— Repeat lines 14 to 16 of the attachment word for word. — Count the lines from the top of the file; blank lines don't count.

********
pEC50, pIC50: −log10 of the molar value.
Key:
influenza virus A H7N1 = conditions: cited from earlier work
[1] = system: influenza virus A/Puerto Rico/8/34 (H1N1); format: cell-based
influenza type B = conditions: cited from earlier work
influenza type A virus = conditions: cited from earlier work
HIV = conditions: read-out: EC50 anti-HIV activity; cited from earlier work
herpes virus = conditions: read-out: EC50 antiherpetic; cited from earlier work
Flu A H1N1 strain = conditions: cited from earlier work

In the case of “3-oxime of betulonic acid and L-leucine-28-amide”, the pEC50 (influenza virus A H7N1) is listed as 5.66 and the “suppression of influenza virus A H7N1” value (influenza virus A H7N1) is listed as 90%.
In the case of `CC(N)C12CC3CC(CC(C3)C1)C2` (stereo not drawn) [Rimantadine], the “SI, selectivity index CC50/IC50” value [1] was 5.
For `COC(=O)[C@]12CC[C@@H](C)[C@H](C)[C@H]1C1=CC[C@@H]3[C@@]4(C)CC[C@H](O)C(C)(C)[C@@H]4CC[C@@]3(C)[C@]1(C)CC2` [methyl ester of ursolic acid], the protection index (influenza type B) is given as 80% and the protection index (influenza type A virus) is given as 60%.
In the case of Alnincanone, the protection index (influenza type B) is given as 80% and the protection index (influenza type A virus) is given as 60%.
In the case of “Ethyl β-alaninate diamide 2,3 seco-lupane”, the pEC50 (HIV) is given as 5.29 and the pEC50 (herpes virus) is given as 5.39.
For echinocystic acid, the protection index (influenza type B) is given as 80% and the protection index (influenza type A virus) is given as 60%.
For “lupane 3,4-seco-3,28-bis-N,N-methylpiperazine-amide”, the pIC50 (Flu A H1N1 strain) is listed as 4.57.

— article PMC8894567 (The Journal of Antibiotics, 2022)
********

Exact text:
In the case of “Ethyl β-alaninate diamide 2,3 seco-lupane”, the pEC50 (HIV) is given as 5.29 and the pEC50 (herpes virus) is given as 5.39.
For echinocystic acid, the protection index (influenza type B) is given as 80% and the protection index (influenza type A virus) is given as 60%.
For “lupane 3,4-seco-3,28-bis-N,N-methylpiperazine-amide”, the pIC50 (Flu A H1N1 strain) is listed as 4.57.